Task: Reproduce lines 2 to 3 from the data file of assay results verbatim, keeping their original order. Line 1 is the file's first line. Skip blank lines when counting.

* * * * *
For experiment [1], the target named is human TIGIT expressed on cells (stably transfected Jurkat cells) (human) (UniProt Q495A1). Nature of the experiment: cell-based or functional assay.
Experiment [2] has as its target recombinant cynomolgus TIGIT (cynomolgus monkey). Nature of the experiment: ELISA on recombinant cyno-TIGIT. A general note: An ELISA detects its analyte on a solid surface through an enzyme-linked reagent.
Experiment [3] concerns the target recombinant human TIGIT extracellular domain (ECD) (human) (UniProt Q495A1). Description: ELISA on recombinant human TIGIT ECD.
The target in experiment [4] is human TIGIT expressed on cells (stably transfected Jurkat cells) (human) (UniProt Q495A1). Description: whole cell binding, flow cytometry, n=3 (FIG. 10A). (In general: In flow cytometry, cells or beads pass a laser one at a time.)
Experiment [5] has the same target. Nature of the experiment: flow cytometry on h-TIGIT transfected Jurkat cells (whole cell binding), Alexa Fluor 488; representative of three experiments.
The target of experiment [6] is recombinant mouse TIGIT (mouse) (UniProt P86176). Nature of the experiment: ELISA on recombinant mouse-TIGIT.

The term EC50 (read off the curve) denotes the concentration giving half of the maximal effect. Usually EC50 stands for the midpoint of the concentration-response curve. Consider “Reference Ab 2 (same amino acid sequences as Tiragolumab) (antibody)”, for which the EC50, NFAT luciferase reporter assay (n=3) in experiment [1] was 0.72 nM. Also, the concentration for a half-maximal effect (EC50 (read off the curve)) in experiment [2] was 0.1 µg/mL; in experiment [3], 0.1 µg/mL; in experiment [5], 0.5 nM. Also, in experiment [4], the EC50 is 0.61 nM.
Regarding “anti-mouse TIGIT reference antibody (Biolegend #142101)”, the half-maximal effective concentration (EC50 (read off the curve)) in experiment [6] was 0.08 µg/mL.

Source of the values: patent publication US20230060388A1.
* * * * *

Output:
Experiment [2] has as its target recombinant cynomolgus TIGIT (cynomolgus monkey). Nature of the experiment: ELISA on recombinant cyno-TIGIT. A general note: An ELISA detects its analyte on a solid surface through an enzyme-linked reagent.
Experiment [3] concerns the target recombinant human TIGIT extracellular domain (ECD) (human) (UniProt Q495A1). Description: ELISA on recombinant human TIGIT ECD.